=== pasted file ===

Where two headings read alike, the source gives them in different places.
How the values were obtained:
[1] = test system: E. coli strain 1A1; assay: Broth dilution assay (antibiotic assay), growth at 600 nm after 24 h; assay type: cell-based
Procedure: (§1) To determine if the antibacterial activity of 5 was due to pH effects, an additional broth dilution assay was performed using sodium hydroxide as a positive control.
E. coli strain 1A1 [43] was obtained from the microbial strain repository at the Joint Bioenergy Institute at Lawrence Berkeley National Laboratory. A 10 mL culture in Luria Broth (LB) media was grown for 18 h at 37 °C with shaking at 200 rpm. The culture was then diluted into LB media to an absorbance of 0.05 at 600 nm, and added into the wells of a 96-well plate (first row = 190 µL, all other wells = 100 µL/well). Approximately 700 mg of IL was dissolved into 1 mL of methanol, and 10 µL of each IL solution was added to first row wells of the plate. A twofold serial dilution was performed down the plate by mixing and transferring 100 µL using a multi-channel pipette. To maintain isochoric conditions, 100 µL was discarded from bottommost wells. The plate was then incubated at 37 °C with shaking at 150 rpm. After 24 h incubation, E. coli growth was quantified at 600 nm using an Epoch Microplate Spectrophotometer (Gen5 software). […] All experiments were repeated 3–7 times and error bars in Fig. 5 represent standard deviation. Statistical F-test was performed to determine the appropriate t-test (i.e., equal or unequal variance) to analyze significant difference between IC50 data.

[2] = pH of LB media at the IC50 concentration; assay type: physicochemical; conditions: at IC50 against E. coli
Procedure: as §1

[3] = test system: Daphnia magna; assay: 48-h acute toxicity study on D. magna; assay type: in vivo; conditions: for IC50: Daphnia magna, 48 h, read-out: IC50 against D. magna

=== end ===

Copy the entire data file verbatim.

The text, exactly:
Where two headings read alike, the source gives them in different places.
How the values were obtained:
[1] = test system: E. coli strain 1A1; assay: Broth dilution assay (antibiotic assay), growth at 600 nm after 24 h; assay type: cell-based
Procedure: (§1) To determine if the antibacterial activity of 5 was due to pH effects, an additional broth dilution assay was performed using sodium hydroxide as a positive control.
E. coli strain 1A1 [43] was obtained from the microbial strain repository at the Joint Bioenergy Institute at Lawrence Berkeley National Laboratory. A 10 mL culture in Luria Broth (LB) media was grown for 18 h at 37 °C with shaking at 200 rpm. The culture was then diluted into LB media to an absorbance of 0.05 at 600 nm, and added into the wells of a 96-well plate (first row = 190 µL, all other wells = 100 µL/well). Approximately 700 mg of IL was dissolved into 1 mL of methanol, and 10 µL of each IL solution was added to first row wells of the plate. A twofold serial dilution was performed down the plate by mixing and transferring 100 µL using a multi-channel pipette. To maintain isochoric conditions, 100 µL was discarded from bottommost wells. The plate was then incubated at 37 °C with shaking at 150 rpm. After 24 h incubation, E. coli growth was quantified at 600 nm using an Epoch Microplate Spectrophotometer (Gen5 software). […] All experiments were repeated 3–7 times and error bars in Fig. 5 represent standard deviation. Statistical F-test was performed to determine the appropriate t-test (i.e., equal or unequal variance) to analyze significant difference between IC50 data.

[2] = pH of LB media at the IC50 concentration; assay type: physicochemical; conditions: at IC50 against E. coli
Procedure: as §1

[3] = test system: Daphnia magna; assay: 48-h acute toxicity study on D. magna; assay type: in vivo; conditions: for IC50: Daphnia magna, 48 h, read-out: IC50 against D. magna